Interactive Investor

UK stock market becomes M&A hotspot in 2024

Overseas buyers have been tempted to spend billions of pounds hoovering up cheap British companies ahead of a general election. Graeme Evans reveals why we’re second only to the US for takeover deals this year.

28th March 2024 13:39

by Graeme Evans from interactive investor

Share on

Outline of UK map 600

Takeover activity is back driving valuations as targets such as DS Smith (LSE:SMDS) and Spirent Communications (LSE:SPT) make the UK the second-hottest country for M&A.

LSEG Deals Intelligence today said the value of mergers and acquisitions with any UK involvement is up 88% so far in 2024 at $76.1 billion (£60.3 billion).

It added that bid interest focused on UK firms accounted for 7% of global M&A in the year to date, only beaten by the US and up from 4% this time last year when the country was fifth on the list.

The research shows M&A involving a UK target was more than double the value recorded during the same period in 2023 following a 167% increase in domestic M&A and a 118% increase in inbound deals.

The trends continued today when Spirent Communications switched its support to America’s Keysight Technologies Inc (NYSE:KEYS) after an approach 15% higher than one by Arizona’s Viavi Solutions.

The backing means Spirent’s shares have risen by more than 85% since it entered the takeover spotlight earlier this month. However, the offer price is still a long way short of the 281p level for its FTSE 250-listed shares at the start of 2023.

Spirent chief executive Eric Updyke told investors today that the “broader reach and expanded long-term prospects” under New York’s Keysight would be welcome at a time of continued challenging market conditions.

Other recent targets include packaging firm DS Smith, whose recent merger deal with Mondi (LSE:MNDI) is under threat after an all-share approach worth 415p a share or £5.7 billion by American firm International Paper Co (NYSE:IP).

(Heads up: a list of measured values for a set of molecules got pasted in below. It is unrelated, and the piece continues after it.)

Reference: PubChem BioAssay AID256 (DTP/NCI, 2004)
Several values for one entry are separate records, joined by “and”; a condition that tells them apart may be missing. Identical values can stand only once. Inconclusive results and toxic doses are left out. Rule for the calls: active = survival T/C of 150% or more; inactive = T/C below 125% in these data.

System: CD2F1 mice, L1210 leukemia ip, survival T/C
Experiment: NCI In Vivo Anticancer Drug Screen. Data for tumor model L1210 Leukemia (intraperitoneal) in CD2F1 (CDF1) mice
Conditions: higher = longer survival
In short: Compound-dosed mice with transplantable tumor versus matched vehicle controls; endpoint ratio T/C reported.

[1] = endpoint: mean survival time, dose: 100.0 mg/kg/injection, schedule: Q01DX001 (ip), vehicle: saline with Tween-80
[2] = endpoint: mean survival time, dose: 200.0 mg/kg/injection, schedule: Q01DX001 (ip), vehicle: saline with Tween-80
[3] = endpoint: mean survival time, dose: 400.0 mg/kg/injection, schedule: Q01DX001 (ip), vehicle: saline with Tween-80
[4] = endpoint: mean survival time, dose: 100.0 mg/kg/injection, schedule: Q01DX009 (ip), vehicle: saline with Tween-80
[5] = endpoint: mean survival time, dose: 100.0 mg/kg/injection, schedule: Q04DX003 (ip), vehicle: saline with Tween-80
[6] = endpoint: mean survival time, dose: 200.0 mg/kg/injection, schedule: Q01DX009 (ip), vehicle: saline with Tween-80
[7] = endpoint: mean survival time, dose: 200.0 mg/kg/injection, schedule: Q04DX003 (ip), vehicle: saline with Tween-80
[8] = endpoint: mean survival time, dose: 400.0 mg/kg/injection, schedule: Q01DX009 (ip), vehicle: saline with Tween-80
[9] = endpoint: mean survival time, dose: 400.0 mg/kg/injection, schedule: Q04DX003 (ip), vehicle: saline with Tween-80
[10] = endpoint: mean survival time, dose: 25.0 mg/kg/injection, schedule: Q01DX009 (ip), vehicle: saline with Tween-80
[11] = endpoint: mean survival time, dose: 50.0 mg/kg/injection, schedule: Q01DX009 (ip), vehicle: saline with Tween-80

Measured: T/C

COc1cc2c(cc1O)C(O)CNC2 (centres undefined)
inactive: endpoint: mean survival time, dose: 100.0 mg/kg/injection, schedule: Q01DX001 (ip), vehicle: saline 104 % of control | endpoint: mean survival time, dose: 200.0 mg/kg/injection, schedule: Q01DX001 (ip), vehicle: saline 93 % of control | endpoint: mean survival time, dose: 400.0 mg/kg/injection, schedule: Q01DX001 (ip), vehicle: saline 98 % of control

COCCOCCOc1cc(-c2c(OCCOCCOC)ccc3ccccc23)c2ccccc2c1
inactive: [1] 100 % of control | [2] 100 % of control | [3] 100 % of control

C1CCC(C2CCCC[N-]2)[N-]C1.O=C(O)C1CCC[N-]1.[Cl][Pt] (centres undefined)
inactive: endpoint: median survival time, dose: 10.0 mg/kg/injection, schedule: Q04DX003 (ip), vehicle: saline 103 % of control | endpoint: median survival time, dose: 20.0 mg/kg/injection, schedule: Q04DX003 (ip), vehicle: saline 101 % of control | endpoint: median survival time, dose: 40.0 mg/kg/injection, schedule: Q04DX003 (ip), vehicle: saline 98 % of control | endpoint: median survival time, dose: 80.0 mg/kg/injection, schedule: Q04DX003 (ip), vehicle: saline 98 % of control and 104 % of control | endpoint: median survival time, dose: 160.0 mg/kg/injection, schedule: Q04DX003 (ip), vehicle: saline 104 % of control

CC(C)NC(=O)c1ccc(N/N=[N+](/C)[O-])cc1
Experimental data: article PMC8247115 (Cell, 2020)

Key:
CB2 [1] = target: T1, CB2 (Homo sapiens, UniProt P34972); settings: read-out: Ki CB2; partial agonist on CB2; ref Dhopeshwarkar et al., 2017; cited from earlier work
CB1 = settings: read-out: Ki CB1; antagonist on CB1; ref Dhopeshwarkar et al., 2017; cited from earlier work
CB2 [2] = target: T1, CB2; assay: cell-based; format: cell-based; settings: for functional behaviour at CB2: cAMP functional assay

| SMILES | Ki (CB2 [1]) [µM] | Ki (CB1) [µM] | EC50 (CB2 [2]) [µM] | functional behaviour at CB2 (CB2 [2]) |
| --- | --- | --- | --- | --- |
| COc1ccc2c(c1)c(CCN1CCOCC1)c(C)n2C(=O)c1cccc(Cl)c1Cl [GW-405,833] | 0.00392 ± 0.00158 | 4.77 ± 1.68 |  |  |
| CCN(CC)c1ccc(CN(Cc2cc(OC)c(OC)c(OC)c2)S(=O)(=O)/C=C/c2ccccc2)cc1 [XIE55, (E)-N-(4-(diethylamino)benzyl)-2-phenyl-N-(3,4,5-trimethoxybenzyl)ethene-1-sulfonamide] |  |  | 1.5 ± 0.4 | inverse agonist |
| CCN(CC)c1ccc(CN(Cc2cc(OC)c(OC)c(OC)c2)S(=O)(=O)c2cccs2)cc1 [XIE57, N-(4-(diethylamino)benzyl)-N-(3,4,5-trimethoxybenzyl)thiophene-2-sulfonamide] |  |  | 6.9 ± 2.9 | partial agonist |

The takeover deals in recent weeks also include those involving logistics firm Wincanton (LSE:WIN), the housebuilder Redrow (LSE:RDW) and Virgin Money UK (LSE:VMUK) after an approach by Nationwide.

Deals Intelligence said 45% of UK target M&As were from a bidder overseas, adding to the impression that UK companies are seen as undervalued compared with the multiples in the US and Europe.

A period of relative stability as inflationary pressures have eased and interest rates steadied is also underpinning the stronger period for mergers and acquisitions in the UK.

LSEG Deals Intelligence senior manager Lucille Jones said: “For now, with improved confidence, CEOs and boards are taking advantage of this period of calm ahead of the general election to make their moves”.

Private equity firms are among those seeking to capitalise on the conditions after announcing $4.6 billion (£3.6 billion) worth of deals targeting UK companies so far during 2024.

This is 39% more than last year at this time, but lower than the value recorded during each of the previous four years.

The value of UK outbound M&A has also declined 14% year-to-date, to a five-year low of $14.3 billion (£11.3 billion).

One UK company bucking this trend has been industrial products firm Diploma (LSE:DPLM) after yesterday’s £236 million swoop for New York-based Peerless Aerospace Fastener.

It has delivered strong growth from the £1 billion spent on 37 businesses over the past five years, with shares now in the FTSE 100 index after doubling since 2020 to a record 3,750p.

These articles are provided for information purposes only.  Occasionally, an opinion about whether to buy or sell a specific investment may be provided by third parties.  The content is not intended to be a personal recommendation to buy or sell any financial instrument or product, or to adopt any investment strategy as it is not provided based on an assessment of your investing knowledge and experience, your financial situation or your investment objectives. The value of your investments, and the income derived from them, may go down as well as up. You may not get back all the money that you invest. The investments referred to in this article may not be suitable for all investors, and if in doubt, an investor should seek advice from a qualified investment adviser.

Full performance can be found on the company or index summary page on the interactive investor website. Simply click on the company's or index name highlighted in the article.

Get more news and expert articles direct to your inbox